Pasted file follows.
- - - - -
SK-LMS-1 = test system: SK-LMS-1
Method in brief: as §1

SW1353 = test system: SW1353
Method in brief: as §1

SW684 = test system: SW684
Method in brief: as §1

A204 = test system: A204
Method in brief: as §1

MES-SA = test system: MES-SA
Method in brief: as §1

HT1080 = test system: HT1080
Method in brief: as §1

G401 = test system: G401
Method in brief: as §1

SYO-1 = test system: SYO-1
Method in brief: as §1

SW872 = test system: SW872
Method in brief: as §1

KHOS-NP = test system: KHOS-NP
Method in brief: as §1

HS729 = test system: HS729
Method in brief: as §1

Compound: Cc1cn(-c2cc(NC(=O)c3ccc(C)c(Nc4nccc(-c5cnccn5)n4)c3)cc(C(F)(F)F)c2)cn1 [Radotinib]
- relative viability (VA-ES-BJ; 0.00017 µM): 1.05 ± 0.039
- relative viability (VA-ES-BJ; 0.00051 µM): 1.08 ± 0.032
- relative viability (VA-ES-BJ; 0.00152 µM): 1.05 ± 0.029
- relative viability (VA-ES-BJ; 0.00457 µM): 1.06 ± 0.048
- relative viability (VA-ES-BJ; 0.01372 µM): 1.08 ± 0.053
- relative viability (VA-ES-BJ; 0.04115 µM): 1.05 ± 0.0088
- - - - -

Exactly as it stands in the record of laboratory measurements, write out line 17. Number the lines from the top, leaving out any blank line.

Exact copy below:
SW872 = test system: SW872